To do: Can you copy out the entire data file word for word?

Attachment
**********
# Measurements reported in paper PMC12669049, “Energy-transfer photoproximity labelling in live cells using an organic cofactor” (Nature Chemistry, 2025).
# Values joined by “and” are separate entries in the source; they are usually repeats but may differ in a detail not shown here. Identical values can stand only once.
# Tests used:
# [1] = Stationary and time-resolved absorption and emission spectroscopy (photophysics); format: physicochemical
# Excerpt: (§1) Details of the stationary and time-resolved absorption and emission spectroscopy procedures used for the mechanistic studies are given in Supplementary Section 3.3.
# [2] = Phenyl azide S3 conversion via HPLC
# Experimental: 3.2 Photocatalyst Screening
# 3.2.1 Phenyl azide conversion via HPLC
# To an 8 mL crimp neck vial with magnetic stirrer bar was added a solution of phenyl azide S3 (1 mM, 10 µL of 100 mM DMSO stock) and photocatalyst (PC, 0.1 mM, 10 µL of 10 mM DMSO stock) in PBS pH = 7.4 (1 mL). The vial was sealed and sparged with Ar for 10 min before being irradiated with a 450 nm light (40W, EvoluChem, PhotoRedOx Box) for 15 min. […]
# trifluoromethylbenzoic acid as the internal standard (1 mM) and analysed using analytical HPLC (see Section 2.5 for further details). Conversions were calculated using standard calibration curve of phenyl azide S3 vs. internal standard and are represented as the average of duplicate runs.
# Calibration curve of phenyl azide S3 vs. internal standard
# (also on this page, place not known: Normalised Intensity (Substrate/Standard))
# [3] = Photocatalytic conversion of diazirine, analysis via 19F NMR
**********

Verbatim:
# Measurements reported in paper PMC12669049, “Energy-transfer photoproximity labelling in live cells using an organic cofactor” (Nature Chemistry, 2025).
# Values joined by “and” are separate entries in the source; they are usually repeats but may differ in a detail not shown here. Identical values can stand only once.
# Tests used:
# [1] = Stationary and time-resolved absorption and emission spectroscopy (photophysics); format: physicochemical
# Excerpt: (§1) Details of the stationary and time-resolved absorption and emission spectroscopy procedures used for the mechanistic studies are given in Supplementary Section 3.3.
# [2] = Phenyl azide S3 conversion via HPLC
# Experimental: 3.2 Photocatalyst Screening
# 3.2.1 Phenyl azide conversion via HPLC
# To an 8 mL crimp neck vial with magnetic stirrer bar was added a solution of phenyl azide S3 (1 mM, 10 µL of 100 mM DMSO stock) and photocatalyst (PC, 0.1 mM, 10 µL of 10 mM DMSO stock) in PBS pH = 7.4 (1 mL). The vial was sealed and sparged with Ar for 10 min before being irradiated with a 450 nm light (40W, EvoluChem, PhotoRedOx Box) for 15 min. […]
# trifluoromethylbenzoic acid as the internal standard (1 mM) and analysed using analytical HPLC (see Section 2.5 for further details). Conversions were calculated using standard calibration curve of phenyl azide S3 vs. internal standard and are represented as the average of duplicate runs.
# Calibration curve of phenyl azide S3 vs. internal standard
# (also on this page, place not known: Normalised Intensity (Substrate/Standard))
# [3] = Photocatalytic conversion of diazirine, analysis via 19F NMR